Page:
Levels of pesticide residue exceeded regulatory limits in more than half of bean samples tested by the Consumers’ Foundation, it said yesterday.
The organization found that 20 of 39 samples of bean, including common beans, cowpeas, kidney beans, peas and snap peas, contained levels of pesticide residue higher than regulations allow, it told a news conference in Taipei.
Between September and October last year, the group collected and tested samples from hypermarkets, supermarkets, grocery stores, traditional markets and other retail outlets in Taipei, New Taipei City, Taichung, Tainan and Kaohsiung, it said.
Pesticide residues were found in two samples of common beans, though levels did not exceed the regulatory limits, while pesticide residue was detected in six of the eight cowpea samples, with one exceeding the permitted level, it said.
All 14 kidney bean samples were found to contain one to nine types of pesticides, with five exceeding the limit, and multiple pesticides were found in the eight pea samples, seven of which went above the limit, it said, adding that the pea samples contained two to 13 types of pesticide residue.
All seven snap pea samples exceeded regulatory limits, containing seven to 14 types of pesticide residues, it said.
Selling fruit and vegetables with levels of pesticide residues exceeding regulatory limits breaches Article 15 of the Act Governing Food Safety and Sanitation (食品安全衛生管理法), the foundation said.
Under the law, contraveners face fines of NT$60,000 to NT$200 million (US$1,999 to US$6.66 million), it added.
Consumers should wash produce multiple times and not use a lid while cooking to help remove pesticides that might be present, it said.
Regulators should improve their method of collecting and sampling products, and provide better guidelines for pesticide use to improve product quality, it added.
CLEAR BEFORE LEAVING: Two baby boys and a woman in her 30s tested negative before departing for Japan, but tests taken after their arrival came back postive Three Taiwanese tested positive for COVID-19 when they arrived in Japan earlier this month, the Central Epidemic Command Center (CECC) said yesterday as it reported a new imported case. Minister of Health and Welfare Chen Shih-chung (陳時中), head of the center, said that one of the three cases in Japan is a Taiwanese baby under the age of one, whose parents work in Japan. The infant came to Taiwan with his parents in January, and the parents paid for the family’s COVID-19 tests on Oct. 10 ahead of their planned return to Japan on Monday last week, he said. The boy and his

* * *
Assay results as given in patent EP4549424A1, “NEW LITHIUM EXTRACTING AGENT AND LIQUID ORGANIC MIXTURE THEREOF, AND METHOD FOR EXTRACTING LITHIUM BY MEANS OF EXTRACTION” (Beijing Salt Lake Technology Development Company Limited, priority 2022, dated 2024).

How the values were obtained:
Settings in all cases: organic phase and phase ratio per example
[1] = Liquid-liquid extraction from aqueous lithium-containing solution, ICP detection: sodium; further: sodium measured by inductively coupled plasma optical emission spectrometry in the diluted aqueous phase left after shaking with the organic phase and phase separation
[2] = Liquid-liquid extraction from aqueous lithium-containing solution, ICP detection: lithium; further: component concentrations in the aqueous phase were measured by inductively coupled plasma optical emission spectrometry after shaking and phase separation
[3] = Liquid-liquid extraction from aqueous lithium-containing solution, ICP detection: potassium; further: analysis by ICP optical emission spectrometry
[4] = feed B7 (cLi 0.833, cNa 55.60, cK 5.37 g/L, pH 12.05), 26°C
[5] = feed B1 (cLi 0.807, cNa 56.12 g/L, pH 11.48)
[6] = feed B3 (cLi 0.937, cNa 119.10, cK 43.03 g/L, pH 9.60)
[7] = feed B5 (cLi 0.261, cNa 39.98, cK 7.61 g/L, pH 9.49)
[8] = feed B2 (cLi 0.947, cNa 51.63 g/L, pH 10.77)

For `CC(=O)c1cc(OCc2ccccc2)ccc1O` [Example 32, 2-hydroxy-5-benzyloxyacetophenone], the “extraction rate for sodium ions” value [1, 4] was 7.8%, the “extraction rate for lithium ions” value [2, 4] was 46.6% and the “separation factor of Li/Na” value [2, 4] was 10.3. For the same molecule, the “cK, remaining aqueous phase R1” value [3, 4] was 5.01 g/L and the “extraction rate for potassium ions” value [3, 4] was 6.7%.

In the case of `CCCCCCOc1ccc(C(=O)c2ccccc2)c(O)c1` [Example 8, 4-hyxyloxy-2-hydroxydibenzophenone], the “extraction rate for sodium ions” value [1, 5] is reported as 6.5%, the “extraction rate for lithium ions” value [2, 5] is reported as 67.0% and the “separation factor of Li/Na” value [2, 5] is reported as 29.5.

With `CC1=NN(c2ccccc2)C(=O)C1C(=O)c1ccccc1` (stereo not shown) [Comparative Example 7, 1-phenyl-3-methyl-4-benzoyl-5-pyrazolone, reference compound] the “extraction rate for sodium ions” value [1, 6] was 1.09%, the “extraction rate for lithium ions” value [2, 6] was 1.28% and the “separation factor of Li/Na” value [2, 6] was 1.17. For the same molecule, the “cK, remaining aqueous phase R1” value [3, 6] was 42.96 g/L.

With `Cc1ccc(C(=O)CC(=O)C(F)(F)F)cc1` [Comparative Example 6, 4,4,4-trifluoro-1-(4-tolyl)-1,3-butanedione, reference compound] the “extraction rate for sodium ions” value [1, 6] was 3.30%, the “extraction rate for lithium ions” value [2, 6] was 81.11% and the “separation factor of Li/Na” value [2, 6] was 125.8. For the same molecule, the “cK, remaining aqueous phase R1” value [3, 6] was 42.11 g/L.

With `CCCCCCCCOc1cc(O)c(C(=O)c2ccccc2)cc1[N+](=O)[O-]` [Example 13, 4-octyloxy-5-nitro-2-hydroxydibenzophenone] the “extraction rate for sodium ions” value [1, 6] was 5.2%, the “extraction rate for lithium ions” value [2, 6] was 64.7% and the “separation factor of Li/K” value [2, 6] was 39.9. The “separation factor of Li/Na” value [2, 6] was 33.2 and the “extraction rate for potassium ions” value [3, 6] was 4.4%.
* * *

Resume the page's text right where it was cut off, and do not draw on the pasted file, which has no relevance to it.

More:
‘BACKED BY ENEMY’: CTi News is one of the few channels promoting unification, the New Party chairman said, while pro-Taiwan groups called it a propaganda outlet Pan-blue camp supporters yesterday lodged a protest at the National Communications Commission (NCC) against what they say is a possible move by the government to shut down CTi News, adding that politics should not interfere with freedom of the press. Protesters included representatives from the New Party, the Blue Sky Action Alliance, the 333 Political Party Alliance and other pan-blue groups. “We stand here today because CTi News is one of the few media outlets in Taiwan that is still willing to give groups supporting unification with China a voice. If the news channel is gone, there would only be
NEW YEAR’S EVE: Examples from South Korea and Japan show that 15 local COVID-19 infections could emerge in a short period if measures are not taken The Taipei City Government would cancel its New Year’s Eve Party and all large events if 15 or more confirmed cases of COVID-19 are reported in the city within a week, Taipei Mayor Ko Wen-je (柯文哲) said yesterday. Addressing the Taipei Cross Border E-Commerce Annual Convention, Ko said the COVID-19 pandemic has brought many uncertainties to society, and that e-commerce is on a path of no return and would continue to grow. Many countries have not effectively controlled their COVID-19 outbreaks, and although Taiwan implements strict border controls and there have been few inbound passengers, the pandemic is unlikely to end soon,
The Democratic Progressive Party (DPP) yesterday accused CTi News of trying to mislead the public by publishing a half-page advert claiming that the party interfered in the National Communications Commission’s (NCC) review of its application for a license renewal. CTi News is distorting the commission’s review process by painting it as a political conflict and turning it into a smear campaign against the DPP, party spokeswoman Yen Juo-fang (顏若芳) said. “The NCC is an independent body, which carries out reviews and makes decisions based on its members’ professional expertise, as well as regulations and legal requirements governing media operations,” Yen said. “We condemn